Dr. Nathalie Rufer received her PhD from the University of Geneva in 1996. She carried out her post-doctoral work at the Terry Fox Laboratory in Vancouver (Canada) before joining in 2001, the Swiss Institute for Cancer Research (ISREC) as an associate scientist within the Lausanne Oncology program. Since 2009, she has been appointed by the Lausanne University Hospital Center (CHUV), and affiliated to the Ludwig Center for Cancer Research. In 2012, Nathalie Rufer finished her full education in clinical medicine at the University of Lausanne and joined the Department of Oncology led by Prof. George Coukos. Since January 2013, she is extending her research activities together with her clinical education in internal medicine, in oncology and currently in hematology.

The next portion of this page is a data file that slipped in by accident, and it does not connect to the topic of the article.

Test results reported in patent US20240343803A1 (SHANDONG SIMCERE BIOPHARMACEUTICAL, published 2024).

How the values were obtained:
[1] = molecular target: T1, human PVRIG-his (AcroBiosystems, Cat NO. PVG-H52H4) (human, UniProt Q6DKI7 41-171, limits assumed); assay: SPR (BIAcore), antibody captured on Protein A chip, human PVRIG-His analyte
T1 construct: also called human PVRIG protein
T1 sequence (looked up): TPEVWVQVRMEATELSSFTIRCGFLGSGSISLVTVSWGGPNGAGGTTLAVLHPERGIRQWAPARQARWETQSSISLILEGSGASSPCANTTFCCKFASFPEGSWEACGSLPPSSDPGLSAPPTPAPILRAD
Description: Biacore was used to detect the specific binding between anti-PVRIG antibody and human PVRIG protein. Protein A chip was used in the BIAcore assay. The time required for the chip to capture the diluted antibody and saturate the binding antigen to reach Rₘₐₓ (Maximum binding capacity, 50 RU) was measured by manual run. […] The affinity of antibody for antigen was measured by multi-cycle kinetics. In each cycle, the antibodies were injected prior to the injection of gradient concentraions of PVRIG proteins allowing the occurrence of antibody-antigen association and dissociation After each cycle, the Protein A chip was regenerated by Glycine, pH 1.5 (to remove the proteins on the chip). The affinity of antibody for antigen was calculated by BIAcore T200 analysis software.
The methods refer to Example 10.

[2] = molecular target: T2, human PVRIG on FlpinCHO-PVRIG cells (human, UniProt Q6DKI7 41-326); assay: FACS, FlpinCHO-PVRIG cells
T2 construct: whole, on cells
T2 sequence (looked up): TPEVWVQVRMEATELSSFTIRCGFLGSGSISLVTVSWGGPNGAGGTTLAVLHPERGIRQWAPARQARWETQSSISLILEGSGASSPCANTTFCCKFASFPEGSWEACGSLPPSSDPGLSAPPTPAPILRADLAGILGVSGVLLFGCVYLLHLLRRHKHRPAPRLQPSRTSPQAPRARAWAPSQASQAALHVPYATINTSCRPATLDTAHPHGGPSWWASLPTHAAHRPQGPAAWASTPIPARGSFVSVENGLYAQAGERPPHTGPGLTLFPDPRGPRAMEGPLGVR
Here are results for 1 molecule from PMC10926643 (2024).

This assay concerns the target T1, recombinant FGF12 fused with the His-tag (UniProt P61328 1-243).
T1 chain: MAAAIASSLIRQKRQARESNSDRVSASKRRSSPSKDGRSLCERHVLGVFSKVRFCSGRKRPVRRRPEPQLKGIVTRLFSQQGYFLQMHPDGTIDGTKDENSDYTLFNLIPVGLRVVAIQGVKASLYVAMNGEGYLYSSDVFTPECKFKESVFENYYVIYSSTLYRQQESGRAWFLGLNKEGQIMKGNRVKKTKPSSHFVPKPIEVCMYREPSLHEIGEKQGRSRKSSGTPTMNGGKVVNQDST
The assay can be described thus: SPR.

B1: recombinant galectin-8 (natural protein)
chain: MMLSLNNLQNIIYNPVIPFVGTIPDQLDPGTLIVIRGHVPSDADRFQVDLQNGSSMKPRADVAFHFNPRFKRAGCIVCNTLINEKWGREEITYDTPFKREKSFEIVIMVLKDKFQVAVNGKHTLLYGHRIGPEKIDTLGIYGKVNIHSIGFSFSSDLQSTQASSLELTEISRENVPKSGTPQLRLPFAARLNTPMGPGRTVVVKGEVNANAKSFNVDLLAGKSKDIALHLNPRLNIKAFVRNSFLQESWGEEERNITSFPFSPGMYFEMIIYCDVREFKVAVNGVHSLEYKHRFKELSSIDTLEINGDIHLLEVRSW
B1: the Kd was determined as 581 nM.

The Rufer lab studies T cell responses against tumor antigens in cancer patients following therapeutic vaccination and naturally occurring immune responses, with the major goals to advance our knowledge of T cell mediated protection from human disease and to improve T cell based therapy in the fight against cancer. Three aspects of T cell-mediated immunity are of prime interest to us; (i) the identification of T cell attributes (e.g. memory versus effector) following immune-based therapy in cancer patients, (ii) the T cell clonotype repertoire and its persistence over time against cancer and chronic infection with herpes viruses, and (iii) TCR-pMHC binding interactions and structure/function relationships of tumor- and virus-specific CD8 T cell clonotypes combined with novel technologies (i.e. NTAmers). Another main focus of our team lies in the development of adoptive cell transfer strategies using engineered T cells. Specifically, we are investigating on approaches to optimize the TCRs with the aim to increase their affinities to cognate tumor antigens, while characterizing the regulatory mechanisms involved in T cell activation, signaling and subsequent function in those TCR-engineered T cells. Understanding TCR-pMHC affinity-mediated regulations and identifying optimized tumor antigen-specific TCRs directly contributes to the rational development of adoptive cell therapy.